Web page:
On the negative side the valve gaps were 6 thou and 11 to 12 thou which seems well below the tolerances. Given that the engine was rebuilt last year this has obviously been done deliberately, and the car was running fine when first delivered back, so not sure what to make of this. I will be emailing the engine shop next to ask them why they did this.

More worryingly, the "nut securing chain wheel to bracket" is not present (will attach photo if I can). No idea if this is cosmetic or important. I assume that if it was present it has tumbled down into some harmless place (?). Again - a question for the engine shop.

My rebuild kit from SU has still not shown up but I'm in no rush to pull anything apart at present (still got air leaks to check for before that).

All good fun!
 

harveyp6

Well-Known Member
#16
roll said:
More worryingly, the "nut securing chain wheel to bracket" is not present (will attach photo if I can). No idea if this is cosmetic or important. I assume that if it was present it has tumbled down into some harmless place (?). Again - a question for the engine shop.
If you mean what I think you do, the nut is only used to hold the chainwheel in place while it's removed from the camshaft.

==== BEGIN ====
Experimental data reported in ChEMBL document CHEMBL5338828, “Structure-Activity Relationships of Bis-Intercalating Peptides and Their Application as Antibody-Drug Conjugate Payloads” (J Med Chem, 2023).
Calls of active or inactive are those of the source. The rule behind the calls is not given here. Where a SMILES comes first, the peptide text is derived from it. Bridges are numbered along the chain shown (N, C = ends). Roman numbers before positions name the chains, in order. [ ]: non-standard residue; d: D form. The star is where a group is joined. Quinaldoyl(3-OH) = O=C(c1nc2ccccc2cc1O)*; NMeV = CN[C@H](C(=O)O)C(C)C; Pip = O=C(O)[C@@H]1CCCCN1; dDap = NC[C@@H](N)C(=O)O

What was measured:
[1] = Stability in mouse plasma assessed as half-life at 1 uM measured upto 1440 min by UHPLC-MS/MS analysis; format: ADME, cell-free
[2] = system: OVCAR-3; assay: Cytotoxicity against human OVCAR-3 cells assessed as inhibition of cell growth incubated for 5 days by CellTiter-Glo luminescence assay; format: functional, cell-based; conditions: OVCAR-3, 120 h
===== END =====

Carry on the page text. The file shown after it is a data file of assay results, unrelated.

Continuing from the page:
#17
Hi Harvey P6

Thanks for your reply. Have just looked at the forum post "Sick 2000TC" which has a photo of the "smiley slot" I am referring to and Chrisyork has confirmed that it is normal for there to be no nut present.

Tried to upload a photo but got the message "Sorry, the board attachment quota has been reached".

Rgds

Peter
 

redrover

Active Member
#18
Hi Peter,

Yes, it is normal for no nut to be present. The chainwheel rotates clockwise, so it would probably encourage a nut to become looser over time with potentially disastrous consequences!

In the meantime, you can use one of the nuts from the steering idler box bracket securing bolts. They are the same thread. There are four so removing one isn't going to harm anything for the time being. It's probably worth tightening these up anyway as they seem to work loose over time creating a vagueness and clunkiness in the steering, so extra reason to take a spanner to them! They're 9/16", but the nuts are a touch soft, so I use 14mm which really grips them tight without damage.

Michael